Italy Trento, Trieste, Bolzano (1927-32)
In 1920, Italy emerged from the conflict with old ships of low military value. The Washington Treaty had set standards for heavy cruisers, and the arrangement of eight 8in (203 mm) twin turrets for less than 10,000 tons was followed by all Nations who studied them and started design paperwork on these during the 1920s. The Italians defined the Trento in the 1924 program as ships for which speed was paramount, as battle cruisers. They had to escape battleships while posing a threat to all other types of vessels because of their armament.
Cruiser Trieste in 1930
As a result of this guidelines, the Trento had only standard plate as protection, the internal shielding to the structure shaped as a “box” extending from the second to the third main turret. Turrets and gangway blockhouse were protected by 100 mm thickness.
This light construction caused excessive vibrations at full speed at the level of the tripod masts and thus the positions of fire direction, defects eliminated by the reinforcement of these masts and the installation of reinforcements that made this speed fall to 31-32 knots. They carried also two seaplanes, launched from the catapult of the forward deck, in front of the turrets, housed in the shed located just in front of the first turret. Their main anti-aircraft artillery counted 100 mm single mounts, which had limited effectiveness, being basically old prewar guns taken to the Austrians during the great war, readapted to AA duty but keeping a weak range and rate of fire. They were replaced by new models in 1933. The AA was further augmented during the rearmament of 1937, with double 37 mm mounts being mounted instead.
Cruiser Trento, bow view
Their wartime career was short but very active. After the war broke out, the two ships participated in the Battle of Cape Matapan, the Trento being baptised in the action of Calabria in July 1940, then the second battle of the Great Sirte in March 1942 before being sunk by submarine HMS Umbra during operations against convoys to Malta, June 15, 1942. The Trieste, torpedoed in November 1942 while escorting a convoy by HMS Utmost, managed to return to Messina with several thousand tons of water below deck. She was sunk by an RAF aircraft in the harbor of Maddalena, Sardinia, on April 10, 1943.
Trieste and Trento in operations
Trieste as built
Displacement 10,340 t. standard -13,330 t. Full Load
Dimensions 197 m long, 20.60 m wide, 6.80 m draft
Propulsion 4-screw machines, 4 Parsons turbines, 12 Yarrow boilers, 150,000 hp. Maximum speed 36 knots
Protection Belt 70, bridge 50, turrets 100, blockhouse 100 mm
Armament 8 guns of 203 (4×2), 16 guns of 100 (8×2), 4 of 40 AA, 8 of 13.2 AA, 8 TTs 533 mm (4×2 flanks)
Third of the large Trento class (1929), the Bolzano was also the most heavily modified of the serie.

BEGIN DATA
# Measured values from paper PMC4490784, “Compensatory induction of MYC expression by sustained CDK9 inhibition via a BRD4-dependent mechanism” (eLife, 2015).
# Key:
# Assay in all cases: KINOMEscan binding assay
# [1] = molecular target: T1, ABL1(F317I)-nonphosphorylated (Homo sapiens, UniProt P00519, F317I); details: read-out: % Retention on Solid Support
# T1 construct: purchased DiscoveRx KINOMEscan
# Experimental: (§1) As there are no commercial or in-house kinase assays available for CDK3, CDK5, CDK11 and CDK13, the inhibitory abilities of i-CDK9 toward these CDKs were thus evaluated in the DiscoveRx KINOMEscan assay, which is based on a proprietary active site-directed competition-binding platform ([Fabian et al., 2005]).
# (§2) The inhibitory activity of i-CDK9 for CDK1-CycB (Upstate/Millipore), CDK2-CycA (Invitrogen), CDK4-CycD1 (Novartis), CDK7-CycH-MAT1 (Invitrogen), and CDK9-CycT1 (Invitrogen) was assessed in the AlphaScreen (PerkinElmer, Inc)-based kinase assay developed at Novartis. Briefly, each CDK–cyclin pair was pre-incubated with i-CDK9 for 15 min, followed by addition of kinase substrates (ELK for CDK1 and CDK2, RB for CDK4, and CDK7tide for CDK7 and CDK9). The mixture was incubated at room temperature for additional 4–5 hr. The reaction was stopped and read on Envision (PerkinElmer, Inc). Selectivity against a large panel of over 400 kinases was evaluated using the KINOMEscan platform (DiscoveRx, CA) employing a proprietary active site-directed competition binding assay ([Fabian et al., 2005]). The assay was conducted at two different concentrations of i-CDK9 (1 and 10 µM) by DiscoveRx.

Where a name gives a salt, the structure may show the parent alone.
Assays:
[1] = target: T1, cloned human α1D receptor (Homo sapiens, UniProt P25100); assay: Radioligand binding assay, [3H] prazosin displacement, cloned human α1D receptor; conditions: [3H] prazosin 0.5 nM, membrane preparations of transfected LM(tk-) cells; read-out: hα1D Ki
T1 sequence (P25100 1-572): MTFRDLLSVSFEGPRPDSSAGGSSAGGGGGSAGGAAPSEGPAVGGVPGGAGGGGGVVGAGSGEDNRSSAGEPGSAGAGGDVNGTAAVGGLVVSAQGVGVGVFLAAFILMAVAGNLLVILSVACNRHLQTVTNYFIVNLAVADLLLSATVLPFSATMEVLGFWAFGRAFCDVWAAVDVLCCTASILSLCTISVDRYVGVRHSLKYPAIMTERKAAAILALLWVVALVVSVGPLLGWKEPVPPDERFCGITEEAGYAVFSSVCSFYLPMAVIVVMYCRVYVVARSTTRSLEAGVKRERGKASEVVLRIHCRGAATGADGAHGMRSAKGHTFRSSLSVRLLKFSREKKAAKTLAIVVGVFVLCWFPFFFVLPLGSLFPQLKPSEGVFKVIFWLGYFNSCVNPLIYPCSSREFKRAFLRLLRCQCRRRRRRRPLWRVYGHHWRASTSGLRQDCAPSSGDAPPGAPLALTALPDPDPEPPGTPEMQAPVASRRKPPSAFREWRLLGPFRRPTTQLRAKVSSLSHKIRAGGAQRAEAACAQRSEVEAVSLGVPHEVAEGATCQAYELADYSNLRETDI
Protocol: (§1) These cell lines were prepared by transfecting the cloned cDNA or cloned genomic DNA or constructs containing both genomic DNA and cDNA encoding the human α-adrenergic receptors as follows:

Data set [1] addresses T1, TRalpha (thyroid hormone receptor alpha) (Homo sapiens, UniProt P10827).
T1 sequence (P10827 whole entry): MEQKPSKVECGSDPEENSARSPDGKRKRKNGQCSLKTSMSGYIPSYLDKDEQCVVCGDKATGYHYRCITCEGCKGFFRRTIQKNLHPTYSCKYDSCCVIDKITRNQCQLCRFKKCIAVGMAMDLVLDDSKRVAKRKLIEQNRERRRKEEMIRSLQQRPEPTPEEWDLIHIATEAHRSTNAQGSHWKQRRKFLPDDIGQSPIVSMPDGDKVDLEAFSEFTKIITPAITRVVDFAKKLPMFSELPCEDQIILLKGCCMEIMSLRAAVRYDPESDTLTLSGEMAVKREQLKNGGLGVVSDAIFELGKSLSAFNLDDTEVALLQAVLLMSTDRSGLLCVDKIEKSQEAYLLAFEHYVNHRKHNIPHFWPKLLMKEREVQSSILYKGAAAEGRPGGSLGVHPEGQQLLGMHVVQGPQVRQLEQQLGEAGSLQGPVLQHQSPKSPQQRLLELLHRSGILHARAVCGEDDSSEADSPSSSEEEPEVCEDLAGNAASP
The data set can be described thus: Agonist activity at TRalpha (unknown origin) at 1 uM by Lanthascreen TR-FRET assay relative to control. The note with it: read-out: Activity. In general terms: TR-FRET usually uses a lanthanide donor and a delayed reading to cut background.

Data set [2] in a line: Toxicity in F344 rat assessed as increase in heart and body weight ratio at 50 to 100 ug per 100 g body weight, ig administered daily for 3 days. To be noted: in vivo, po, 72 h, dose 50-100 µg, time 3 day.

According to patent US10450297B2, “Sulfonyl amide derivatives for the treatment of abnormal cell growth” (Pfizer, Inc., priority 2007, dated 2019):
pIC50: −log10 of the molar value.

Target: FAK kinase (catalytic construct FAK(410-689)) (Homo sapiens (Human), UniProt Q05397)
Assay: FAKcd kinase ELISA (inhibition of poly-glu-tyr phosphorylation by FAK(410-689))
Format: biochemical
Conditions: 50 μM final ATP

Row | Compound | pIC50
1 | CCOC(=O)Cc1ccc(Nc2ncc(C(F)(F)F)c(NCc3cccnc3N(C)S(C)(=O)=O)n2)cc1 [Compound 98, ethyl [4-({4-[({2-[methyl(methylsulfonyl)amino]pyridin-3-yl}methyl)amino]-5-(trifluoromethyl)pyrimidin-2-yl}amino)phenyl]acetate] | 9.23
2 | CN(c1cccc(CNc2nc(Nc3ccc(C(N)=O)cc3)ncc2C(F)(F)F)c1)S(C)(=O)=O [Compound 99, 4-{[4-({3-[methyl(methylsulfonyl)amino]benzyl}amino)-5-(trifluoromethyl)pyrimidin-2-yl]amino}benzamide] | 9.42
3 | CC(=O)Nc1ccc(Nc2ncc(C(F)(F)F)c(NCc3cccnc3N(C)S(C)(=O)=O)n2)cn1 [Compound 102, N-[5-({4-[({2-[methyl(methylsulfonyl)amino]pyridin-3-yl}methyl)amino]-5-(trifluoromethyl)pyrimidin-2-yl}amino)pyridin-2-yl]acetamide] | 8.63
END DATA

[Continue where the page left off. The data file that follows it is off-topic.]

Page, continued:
Heavy cruiser Bolzano was originally ordered on the same design than previous Trento and Trieste, but revised and corrected following the construction of the four Zara. The latter had better protection at the cost of their speed.
Bolzano before the war
With the Bolzano, designers tried to appy the same principles to a larger hull. Therefore construction was put on hold in 1930 and completed in 1932, commissioned the following year. Of comparable dimensions and tonnage to the Trieste, her hull was however given a forecastle, and its superstructure completely modified: Instead of a simple tower anchored on the front tripod mast, the structure both englobed the tripod mast and front funnel being much larger and roomier. The Bolzano had eight 8in (203 mm) pieces in four twin turrets, complemented by eight double 100 mm, four single 40 mm guns, and eight 13 mm Breda heavy machine guns mounts, in addition to the two fixed flanks TTs. The powerpkant had been split into two units so as to build a central hangar for three seaplanes, served by a catapult between the two funnels. The power unit had been split into two units so as to build a central hangar for three seaplanes, served by a catapult between the two funnels. In 1938-39 this armament was revised. One of the 100 mm double turrets was landed for four more 20 mm and later four additional 20 mm mounts in 1942.
Bolzano as built
At the Battle of Calabria Bolzano was hit by three shells. Later in 1941, she was torpedoed by HMS Triumph, then in 1942 by HMS Unbroken and remained in drydock until the Italian capitulation in La Spezia. The Italians themselves sent it to the bottom with MAS75 MTB to avoid her capture by the now hostile Germans. She will be refloated and broken up after the war.
Features: (Bolzano, 1940)
Displacement and dimensions: Tonnage 10,886 – 13,865 PC, 197 x 20.60 x 6.80m.
Propulsion and performance: 2 Parsons turbines with reducers and 10 Yarrow boilers, 2 propellers, 150,000 hp and 36 knots
Protection: 50 mm bridges, 70 mm belt, 100 mm turrets, 100 mm blockhaus
Armament: 8×203 mm ( 4×2), 16x100mm (8×2), 4x40mm, 8x13mm AA, 8 (2×4) TT 533mm.
Livery of the Bolzano, from a model kit, pinterest